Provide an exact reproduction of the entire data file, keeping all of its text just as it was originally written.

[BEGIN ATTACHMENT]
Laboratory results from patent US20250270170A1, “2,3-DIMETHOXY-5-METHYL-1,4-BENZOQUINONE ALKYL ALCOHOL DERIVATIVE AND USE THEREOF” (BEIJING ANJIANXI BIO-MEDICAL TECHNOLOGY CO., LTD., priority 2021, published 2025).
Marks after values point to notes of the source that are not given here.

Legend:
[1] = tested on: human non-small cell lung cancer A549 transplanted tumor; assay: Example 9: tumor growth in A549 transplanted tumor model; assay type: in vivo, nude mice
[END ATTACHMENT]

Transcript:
Laboratory results from patent US20250270170A1, “2,3-DIMETHOXY-5-METHYL-1,4-BENZOQUINONE ALKYL ALCOHOL DERIVATIVE AND USE THEREOF” (BEIJING ANJIANXI BIO-MEDICAL TECHNOLOGY CO., LTD., priority 2021, published 2025).
Marks after values point to notes of the source that are not given here.

Legend:
[1] = tested on: human non-small cell lung cancer A549 transplanted tumor; assay: Example 9: tumor growth in A549 transplanted tumor model; assay type: in vivo, nude mice